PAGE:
Teachers’ and Students’ Perceptions of Language Learning Autonomy and Its Implications in the Classroom: A Case Study of English and German Teachers and their 9th Grade Students
MetaadatokÖsszes adat mutatása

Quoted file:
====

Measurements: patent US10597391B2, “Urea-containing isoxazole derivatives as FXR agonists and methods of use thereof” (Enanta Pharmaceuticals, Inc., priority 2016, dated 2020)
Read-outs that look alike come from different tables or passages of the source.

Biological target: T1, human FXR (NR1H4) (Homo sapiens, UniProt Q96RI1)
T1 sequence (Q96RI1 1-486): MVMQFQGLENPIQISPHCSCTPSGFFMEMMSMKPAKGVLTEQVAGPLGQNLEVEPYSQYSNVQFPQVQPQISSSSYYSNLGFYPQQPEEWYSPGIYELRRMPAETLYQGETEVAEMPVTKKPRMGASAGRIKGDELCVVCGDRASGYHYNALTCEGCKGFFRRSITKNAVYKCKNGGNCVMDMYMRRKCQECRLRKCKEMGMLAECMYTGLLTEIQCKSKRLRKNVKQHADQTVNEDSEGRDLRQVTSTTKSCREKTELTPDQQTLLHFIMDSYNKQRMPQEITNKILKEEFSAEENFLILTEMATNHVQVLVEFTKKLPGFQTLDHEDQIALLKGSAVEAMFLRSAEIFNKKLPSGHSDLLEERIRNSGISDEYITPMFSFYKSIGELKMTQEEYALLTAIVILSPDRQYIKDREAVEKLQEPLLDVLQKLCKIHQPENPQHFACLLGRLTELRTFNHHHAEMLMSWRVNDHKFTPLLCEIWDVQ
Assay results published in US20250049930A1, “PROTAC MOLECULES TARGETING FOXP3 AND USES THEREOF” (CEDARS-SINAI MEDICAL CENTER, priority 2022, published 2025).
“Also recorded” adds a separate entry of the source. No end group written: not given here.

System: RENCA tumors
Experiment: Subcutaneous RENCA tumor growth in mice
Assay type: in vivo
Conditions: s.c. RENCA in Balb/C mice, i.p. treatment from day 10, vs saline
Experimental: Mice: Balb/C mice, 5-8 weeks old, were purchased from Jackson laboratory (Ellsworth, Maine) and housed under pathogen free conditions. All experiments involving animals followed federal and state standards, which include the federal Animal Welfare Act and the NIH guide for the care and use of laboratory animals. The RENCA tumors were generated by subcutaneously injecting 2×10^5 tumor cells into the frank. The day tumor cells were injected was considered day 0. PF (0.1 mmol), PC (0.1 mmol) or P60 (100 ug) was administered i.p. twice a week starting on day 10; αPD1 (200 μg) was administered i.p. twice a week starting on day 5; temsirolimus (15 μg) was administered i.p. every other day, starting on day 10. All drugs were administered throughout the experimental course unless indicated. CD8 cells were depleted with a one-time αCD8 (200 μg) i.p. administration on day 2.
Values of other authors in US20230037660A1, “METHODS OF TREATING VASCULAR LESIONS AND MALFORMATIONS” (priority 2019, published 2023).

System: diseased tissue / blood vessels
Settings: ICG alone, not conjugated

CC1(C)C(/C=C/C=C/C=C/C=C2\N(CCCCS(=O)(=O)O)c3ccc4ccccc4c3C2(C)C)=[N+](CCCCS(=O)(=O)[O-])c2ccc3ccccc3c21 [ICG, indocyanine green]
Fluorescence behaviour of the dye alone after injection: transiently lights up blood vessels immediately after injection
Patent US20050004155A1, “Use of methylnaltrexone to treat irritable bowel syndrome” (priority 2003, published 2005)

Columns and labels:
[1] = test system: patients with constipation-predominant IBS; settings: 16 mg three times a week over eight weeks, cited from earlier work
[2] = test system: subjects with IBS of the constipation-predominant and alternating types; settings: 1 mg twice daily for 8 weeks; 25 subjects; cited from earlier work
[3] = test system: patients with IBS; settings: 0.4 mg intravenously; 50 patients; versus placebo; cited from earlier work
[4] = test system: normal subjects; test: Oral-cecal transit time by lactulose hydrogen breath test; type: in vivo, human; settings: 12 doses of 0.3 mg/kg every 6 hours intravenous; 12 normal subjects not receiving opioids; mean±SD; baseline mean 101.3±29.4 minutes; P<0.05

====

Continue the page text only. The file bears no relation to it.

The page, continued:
The present study explored English as a second language (EFL) and German as a foreign language (GFL) teachers’ and learners’ beliefs and classroom practices concerning learner autonomy at a secondary comprehensive school. Mixed methods were used: classroom observations, questionnaires consisting of both open-ended and Likert type items, and semi structured interviews revealed what the involved 12 language teachers understood by learner autonomy and in what ways they claimed that they incorporated it in their practice. The study also looked into language learners’ beliefs and reported autonomous behaviours involving all the 9th graders (n=100) from the school. Students’ questionnaire explored to what extent students felt responsible to influence their autonomy in language learning. Furthermore, classroom observations helped me gain insight into language teachers’ classroom practices and language learners’ autonomous behaviours. Finally, the study revealed correspondences and mismatches between teachers’ and students’ autonomous beliefs. The results showed that although learner autonomy was listed among the stated educational aims in the curriculum, and teachers’ attitudes towards autonomy was positive, their beliefs did not translate into practice. Teachers’ attitudes towards autonomy seem to be strongly connected to their own learning experiences and influence their practices concerning autonomy support. Teachers believed that their students had low levels of autonomy, which coincided with students’ views about themselves, who did not view their school as a space to develop their autonomy as language learners. The findings of the research carry pedagogical implications to practicing teachers and teacher educators as teachers’ awareness should be raised about the importance of learner autonomy to help teachers shape their learners’ learning experiences positively regarding autonomy development.